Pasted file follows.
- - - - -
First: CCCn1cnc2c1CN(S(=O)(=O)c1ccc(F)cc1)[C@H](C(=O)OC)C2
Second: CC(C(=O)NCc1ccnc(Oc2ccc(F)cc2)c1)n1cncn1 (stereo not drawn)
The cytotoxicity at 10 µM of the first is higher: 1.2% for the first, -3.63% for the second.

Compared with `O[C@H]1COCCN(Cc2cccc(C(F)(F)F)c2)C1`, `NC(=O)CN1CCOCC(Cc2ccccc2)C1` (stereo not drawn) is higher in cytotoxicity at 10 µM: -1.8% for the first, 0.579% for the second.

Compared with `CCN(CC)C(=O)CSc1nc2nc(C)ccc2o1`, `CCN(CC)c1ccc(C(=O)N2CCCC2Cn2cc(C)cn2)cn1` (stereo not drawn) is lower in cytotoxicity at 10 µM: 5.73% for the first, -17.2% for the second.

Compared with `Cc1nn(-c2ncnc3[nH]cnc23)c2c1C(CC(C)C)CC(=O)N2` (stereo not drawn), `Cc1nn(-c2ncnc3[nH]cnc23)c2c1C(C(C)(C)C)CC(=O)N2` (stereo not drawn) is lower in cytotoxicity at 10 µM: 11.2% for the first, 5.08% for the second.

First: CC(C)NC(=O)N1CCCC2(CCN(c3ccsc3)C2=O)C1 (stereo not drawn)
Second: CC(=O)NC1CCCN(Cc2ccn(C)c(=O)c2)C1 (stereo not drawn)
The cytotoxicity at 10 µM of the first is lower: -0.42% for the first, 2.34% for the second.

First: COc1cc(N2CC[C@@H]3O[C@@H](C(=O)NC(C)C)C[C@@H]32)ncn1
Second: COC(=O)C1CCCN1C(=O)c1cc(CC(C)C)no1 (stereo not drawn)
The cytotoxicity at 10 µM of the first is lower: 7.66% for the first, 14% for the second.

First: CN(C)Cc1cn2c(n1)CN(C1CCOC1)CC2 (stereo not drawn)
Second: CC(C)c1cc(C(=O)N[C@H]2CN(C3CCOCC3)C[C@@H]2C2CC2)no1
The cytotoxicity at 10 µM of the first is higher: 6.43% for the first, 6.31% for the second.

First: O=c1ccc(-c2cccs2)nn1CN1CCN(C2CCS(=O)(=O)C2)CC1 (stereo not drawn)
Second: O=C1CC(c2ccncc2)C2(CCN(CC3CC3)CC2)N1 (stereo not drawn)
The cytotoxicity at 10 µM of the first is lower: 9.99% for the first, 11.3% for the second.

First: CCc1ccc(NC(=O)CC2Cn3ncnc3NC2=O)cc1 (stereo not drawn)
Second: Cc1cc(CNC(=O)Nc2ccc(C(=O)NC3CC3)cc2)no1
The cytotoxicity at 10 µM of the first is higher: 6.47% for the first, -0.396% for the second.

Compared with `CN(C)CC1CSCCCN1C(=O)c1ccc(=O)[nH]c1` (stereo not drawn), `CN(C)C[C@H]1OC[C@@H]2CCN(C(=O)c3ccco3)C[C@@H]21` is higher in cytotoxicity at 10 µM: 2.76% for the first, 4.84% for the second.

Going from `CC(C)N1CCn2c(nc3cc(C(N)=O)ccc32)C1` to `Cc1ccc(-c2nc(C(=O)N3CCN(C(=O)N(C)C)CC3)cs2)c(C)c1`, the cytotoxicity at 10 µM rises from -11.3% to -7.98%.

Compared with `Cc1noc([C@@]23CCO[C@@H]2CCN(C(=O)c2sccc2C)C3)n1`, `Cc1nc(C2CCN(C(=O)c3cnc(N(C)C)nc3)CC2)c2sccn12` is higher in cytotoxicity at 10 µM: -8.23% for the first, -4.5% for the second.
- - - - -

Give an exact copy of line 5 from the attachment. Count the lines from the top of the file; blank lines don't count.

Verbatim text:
Compared with `CCN(CC)C(=O)CSc1nc2nc(C)ccc2o1`, `CCN(CC)c1ccc(C(=O)N2CCCC2Cn2cc(C)cn2)cn1` (stereo not drawn) is lower in cytotoxicity at 10 µM: 5.73% for the first, -17.2% for the second.